Okayama Castle – a Nature Lover’s Castle
Okayama Castle is a beautiful castle in Okayama Prefecture and somewhat off the tourist trail. Read on for all the vital info.
Probably one of the most beautiful castles in Japan, Okayama Castle is also known as U-jo (烏城 lit. Bird Castle) due to its predominantly crow-like black exterior. Not to be confused with Matsumoto Castle, also black and also named after a black bird. Okayama Castle is situated in Okayama Prefecture in the southern part of the main island of Honshu. Okayama Prefecture is well-known for its castle as well as its abundance of nature. As of 2014, an impressive 11% of the approx. 7,000 square kilometers of the prefecture has been declared national parks or reserves.
The castle’s beautifully decorated facade, the greenery of the Asahi riverbank and the adjoining Korakuen gardens make this an extremely peaceful castle.
Want more castles? Check our article Japan Castles – The 15 Best Japanese Castles
About Okayama Castle
The castle was built in 1573 by the feudal lord Ukita Naoie, though the main tower was not completed until 1597. In 1603, the castle became the property of the Ikeda Family, the lords of Okayama. The Ikeda clan were long-time owners of Okayama Castle and added the adjacent Kourakuen (後楽園 Kouraku Gardens) as private gardens for the castle inhabitants. They held onto ownership until it passed to the Meiji Government in 1869, just one year after the Meiji Restoration unified the country after a long period of feudal fragmentation.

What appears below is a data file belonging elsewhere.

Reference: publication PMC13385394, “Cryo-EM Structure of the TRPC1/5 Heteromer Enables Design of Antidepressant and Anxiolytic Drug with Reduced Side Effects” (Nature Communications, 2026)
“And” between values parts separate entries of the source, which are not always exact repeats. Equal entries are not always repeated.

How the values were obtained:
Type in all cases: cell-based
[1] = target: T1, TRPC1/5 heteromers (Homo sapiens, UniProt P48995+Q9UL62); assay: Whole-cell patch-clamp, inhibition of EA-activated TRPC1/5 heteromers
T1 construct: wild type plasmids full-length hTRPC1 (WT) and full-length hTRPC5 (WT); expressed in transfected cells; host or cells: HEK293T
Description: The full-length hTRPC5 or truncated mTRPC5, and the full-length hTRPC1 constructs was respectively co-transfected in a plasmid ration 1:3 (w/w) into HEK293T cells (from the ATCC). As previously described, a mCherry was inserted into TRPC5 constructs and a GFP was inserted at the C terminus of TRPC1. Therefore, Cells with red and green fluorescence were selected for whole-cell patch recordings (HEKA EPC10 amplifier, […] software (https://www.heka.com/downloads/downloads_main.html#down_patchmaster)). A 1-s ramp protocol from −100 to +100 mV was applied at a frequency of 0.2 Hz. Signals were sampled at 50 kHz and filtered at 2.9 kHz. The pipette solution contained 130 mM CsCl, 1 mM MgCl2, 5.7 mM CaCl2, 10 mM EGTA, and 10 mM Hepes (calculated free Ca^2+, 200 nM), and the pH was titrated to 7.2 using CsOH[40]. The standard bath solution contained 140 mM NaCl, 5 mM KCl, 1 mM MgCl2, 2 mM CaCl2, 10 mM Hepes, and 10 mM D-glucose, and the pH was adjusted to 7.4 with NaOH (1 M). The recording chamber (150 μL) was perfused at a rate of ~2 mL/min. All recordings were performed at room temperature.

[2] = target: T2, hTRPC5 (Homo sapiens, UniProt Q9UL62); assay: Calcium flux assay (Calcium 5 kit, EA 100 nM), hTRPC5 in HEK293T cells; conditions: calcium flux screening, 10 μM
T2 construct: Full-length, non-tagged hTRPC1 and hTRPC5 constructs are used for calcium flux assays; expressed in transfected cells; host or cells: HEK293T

The bombs of WWII left the castle, particularly the main tower, in dire need of repair, which was eventually completed in 1966. Two watch towers that miraculously survived the bombing have now been declared Important Cultural Properties by the Japanese state.
Further Info and Events
There are plenty of events and festivals held at Okayama Castle throughout the year. Be sure to check out the events schedule and get involved if you can.
One of the best festivals that engulfs the whole of Okayama city is the Momotaro Festival, a celebration of the legend of Momotaro (peach boy), a traditional story about a boy who came to earth in a peach and fought demons.
There are also several cultural experiences you can try out at Okayama Castle. Check the link below for more information.
Mon – Sun
9:00 am- 5:30 pm
closed over New Years (12/29 – 12/31)
adult 300 yen
child 120 yen (6 to 14 years old)
The closest stops with public transport are Shiroshita Station and Kenchodori Station, five minutes from JR Okayama Station by streetcar. Simply board the tram heading toward Higashiyama and get off at either of the stops above.
Should you fancy a walk through Okayama city, from Okayama Station the castle is a 20-minute walk away.